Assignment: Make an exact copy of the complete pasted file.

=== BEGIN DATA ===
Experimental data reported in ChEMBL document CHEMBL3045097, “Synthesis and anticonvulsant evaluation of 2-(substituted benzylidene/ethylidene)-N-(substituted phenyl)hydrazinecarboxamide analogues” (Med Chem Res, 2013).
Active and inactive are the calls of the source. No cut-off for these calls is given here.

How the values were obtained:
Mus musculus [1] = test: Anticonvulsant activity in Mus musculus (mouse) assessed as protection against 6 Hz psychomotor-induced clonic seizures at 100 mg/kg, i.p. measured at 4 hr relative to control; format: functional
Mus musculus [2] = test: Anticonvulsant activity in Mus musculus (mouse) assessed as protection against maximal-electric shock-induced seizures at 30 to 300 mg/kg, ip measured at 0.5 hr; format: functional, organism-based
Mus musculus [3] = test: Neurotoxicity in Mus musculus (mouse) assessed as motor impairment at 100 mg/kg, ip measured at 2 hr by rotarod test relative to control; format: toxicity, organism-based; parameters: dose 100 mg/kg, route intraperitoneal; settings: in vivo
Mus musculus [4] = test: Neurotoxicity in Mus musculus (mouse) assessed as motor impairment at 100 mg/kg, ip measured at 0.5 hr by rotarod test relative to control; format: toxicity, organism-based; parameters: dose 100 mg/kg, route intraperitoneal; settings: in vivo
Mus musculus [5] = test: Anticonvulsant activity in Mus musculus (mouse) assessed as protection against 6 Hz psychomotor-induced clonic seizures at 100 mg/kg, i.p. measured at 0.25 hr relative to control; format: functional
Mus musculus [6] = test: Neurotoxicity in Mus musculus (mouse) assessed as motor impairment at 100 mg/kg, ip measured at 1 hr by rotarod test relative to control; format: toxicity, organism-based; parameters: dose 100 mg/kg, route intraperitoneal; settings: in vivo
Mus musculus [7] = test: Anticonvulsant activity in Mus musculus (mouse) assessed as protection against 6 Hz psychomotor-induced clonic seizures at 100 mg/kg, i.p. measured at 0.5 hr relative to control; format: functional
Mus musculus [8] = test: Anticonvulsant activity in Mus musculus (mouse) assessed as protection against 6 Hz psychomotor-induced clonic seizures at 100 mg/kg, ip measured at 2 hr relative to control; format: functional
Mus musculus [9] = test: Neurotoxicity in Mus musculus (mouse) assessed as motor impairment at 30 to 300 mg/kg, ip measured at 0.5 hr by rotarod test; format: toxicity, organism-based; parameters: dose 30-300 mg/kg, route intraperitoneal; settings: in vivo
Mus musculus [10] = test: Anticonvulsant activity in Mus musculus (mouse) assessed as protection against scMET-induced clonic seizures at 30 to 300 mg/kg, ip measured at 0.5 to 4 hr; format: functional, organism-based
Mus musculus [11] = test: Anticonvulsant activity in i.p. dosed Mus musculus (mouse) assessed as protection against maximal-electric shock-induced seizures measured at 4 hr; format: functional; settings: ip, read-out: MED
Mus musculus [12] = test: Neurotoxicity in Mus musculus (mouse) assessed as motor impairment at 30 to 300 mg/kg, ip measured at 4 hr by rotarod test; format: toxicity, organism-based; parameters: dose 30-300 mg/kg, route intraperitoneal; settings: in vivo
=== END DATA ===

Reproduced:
Experimental data reported in ChEMBL document CHEMBL3045097, “Synthesis and anticonvulsant evaluation of 2-(substituted benzylidene/ethylidene)-N-(substituted phenyl)hydrazinecarboxamide analogues” (Med Chem Res, 2013).
Active and inactive are the calls of the source. No cut-off for these calls is given here.

How the values were obtained:
Mus musculus [1] = test: Anticonvulsant activity in Mus musculus (mouse) assessed as protection against 6 Hz psychomotor-induced clonic seizures at 100 mg/kg, i.p. measured at 4 hr relative to control; format: functional
Mus musculus [2] = test: Anticonvulsant activity in Mus musculus (mouse) assessed as protection against maximal-electric shock-induced seizures at 30 to 300 mg/kg, ip measured at 0.5 hr; format: functional, organism-based
Mus musculus [3] = test: Neurotoxicity in Mus musculus (mouse) assessed as motor impairment at 100 mg/kg, ip measured at 2 hr by rotarod test relative to control; format: toxicity, organism-based; parameters: dose 100 mg/kg, route intraperitoneal; settings: in vivo
Mus musculus [4] = test: Neurotoxicity in Mus musculus (mouse) assessed as motor impairment at 100 mg/kg, ip measured at 0.5 hr by rotarod test relative to control; format: toxicity, organism-based; parameters: dose 100 mg/kg, route intraperitoneal; settings: in vivo
Mus musculus [5] = test: Anticonvulsant activity in Mus musculus (mouse) assessed as protection against 6 Hz psychomotor-induced clonic seizures at 100 mg/kg, i.p. measured at 0.25 hr relative to control; format: functional
Mus musculus [6] = test: Neurotoxicity in Mus musculus (mouse) assessed as motor impairment at 100 mg/kg, ip measured at 1 hr by rotarod test relative to control; format: toxicity, organism-based; parameters: dose 100 mg/kg, route intraperitoneal; settings: in vivo
Mus musculus [7] = test: Anticonvulsant activity in Mus musculus (mouse) assessed as protection against 6 Hz psychomotor-induced clonic seizures at 100 mg/kg, i.p. measured at 0.5 hr relative to control; format: functional
Mus musculus [8] = test: Anticonvulsant activity in Mus musculus (mouse) assessed as protection against 6 Hz psychomotor-induced clonic seizures at 100 mg/kg, ip measured at 2 hr relative to control; format: functional
Mus musculus [9] = test: Neurotoxicity in Mus musculus (mouse) assessed as motor impairment at 30 to 300 mg/kg, ip measured at 0.5 hr by rotarod test; format: toxicity, organism-based; parameters: dose 30-300 mg/kg, route intraperitoneal; settings: in vivo
Mus musculus [10] = test: Anticonvulsant activity in Mus musculus (mouse) assessed as protection against scMET-induced clonic seizures at 30 to 300 mg/kg, ip measured at 0.5 to 4 hr; format: functional, organism-based
Mus musculus [11] = test: Anticonvulsant activity in i.p. dosed Mus musculus (mouse) assessed as protection against maximal-electric shock-induced seizures measured at 4 hr; format: functional; settings: ip, read-out: MED
Mus musculus [12] = test: Neurotoxicity in Mus musculus (mouse) assessed as motor impairment at 30 to 300 mg/kg, ip measured at 4 hr by rotarod test; format: toxicity, organism-based; parameters: dose 30-300 mg/kg, route intraperitoneal; settings: in vivo